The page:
Waiting to Exhale

I feel like I am getting through this pregnancy one “landmark” at a time – always trying to make it to the next point where I can exhale. 

Here’s a snapshot of what  it has been like so far:

  • Just let me hear the heartbeat(s)….big exhale around 6 weeks (but still nervous because of my age and PCOS, my chances of miscarriage were still higher than 40%)
  • Just make it to 8 weeks for my first drop in miscarriage chances…only slight exhale because I lost one baby at 7 weeks and ALL the nerves returned
  • Now, just make it to 10 weeks to be released from the care of Dr. Reshef to the care of a regular OB…exhale. 
  • Get the genetic testing results…exhale.
  • Make it through the first trimester…exhale. 

I have officially made it to the second trimester with my next (and fourth) ultrasound on Tuesday, at which point I’ll be 15 weeks. I don’t know if I’ll ever walk into an appointment full of confidence. I think I will always be holding my breath until I see my baby moving around on the screen and hear the doctor say the words that my little one is looking good. But for this appointment, I can’t contain my excitement. I am hoping this will be the one where we finally find out the gender.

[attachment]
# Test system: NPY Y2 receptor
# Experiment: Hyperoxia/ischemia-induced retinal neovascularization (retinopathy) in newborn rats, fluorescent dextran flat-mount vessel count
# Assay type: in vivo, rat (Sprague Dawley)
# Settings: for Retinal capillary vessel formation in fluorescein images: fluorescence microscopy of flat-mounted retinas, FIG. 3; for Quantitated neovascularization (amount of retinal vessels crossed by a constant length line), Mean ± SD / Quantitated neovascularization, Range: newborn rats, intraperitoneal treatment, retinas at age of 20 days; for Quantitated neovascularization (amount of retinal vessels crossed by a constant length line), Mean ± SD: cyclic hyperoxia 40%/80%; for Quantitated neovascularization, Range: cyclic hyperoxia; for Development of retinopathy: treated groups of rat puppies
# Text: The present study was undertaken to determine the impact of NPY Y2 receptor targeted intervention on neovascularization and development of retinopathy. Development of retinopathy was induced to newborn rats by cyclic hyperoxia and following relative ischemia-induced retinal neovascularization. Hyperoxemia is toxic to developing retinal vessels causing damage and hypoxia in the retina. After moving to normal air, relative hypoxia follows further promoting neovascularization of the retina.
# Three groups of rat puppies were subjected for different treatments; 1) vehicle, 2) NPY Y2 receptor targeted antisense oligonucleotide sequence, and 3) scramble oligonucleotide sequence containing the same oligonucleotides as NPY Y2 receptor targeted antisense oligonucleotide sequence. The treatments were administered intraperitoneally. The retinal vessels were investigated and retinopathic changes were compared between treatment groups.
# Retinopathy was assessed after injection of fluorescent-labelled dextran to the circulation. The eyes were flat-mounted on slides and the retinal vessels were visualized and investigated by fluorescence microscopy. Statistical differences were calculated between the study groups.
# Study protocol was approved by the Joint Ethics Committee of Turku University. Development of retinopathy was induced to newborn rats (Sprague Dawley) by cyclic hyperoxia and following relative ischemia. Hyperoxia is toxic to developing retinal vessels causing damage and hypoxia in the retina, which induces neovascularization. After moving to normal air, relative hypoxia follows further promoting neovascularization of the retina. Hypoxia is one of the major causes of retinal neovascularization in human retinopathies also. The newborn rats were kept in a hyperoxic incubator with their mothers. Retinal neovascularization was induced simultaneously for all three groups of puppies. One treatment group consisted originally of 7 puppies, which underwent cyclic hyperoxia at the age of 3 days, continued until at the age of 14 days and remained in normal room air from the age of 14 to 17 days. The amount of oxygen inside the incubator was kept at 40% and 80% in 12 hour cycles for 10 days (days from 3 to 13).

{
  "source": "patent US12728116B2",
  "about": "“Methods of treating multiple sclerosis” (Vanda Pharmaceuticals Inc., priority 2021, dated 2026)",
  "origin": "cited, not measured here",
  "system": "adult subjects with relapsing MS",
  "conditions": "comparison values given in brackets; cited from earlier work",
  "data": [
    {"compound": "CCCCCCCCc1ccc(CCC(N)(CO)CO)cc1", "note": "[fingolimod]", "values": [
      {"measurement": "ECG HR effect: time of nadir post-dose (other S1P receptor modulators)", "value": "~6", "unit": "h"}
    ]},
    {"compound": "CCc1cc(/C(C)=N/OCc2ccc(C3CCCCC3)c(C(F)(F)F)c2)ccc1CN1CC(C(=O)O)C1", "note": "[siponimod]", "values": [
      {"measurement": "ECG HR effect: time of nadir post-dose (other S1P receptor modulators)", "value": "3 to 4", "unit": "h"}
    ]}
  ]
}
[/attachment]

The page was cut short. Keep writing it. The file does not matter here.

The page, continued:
As I mentioned earlier, we did the genetic testing more to rule out chromosomal abnormalities that lead to Down’s Syndrome than determine the gender. However because my pregnancy started as twins and I still am carrying both babies, there is no way to differentiate the gender of my healthy baby from the one I lost. Justin thinks it’s a girl. I am totally without a gut feeling. There are some days I am convinced it’s a girl and others where I am already calling the baby “him.” Either way, we will both be totally surprised. And happy. 

I know gender reveals have become incredibly trendy in recent years, but this is something I will not bend on. Maybe it’s because everything has been so public so far, or maybe it’s my introverted side, but I cannot wait to share this quiet moment in the doctor’s office with my baby daddy. Don’t worry, though…after we’ve had our time to celebrate together, we will share the news with all that are waiting to find out. This has been thirteen years (full of heartache and loss) in the making, so we are going to soak up every single precious moment.

I should also be getting close to feeling the baby move. This will be another BIG exhale.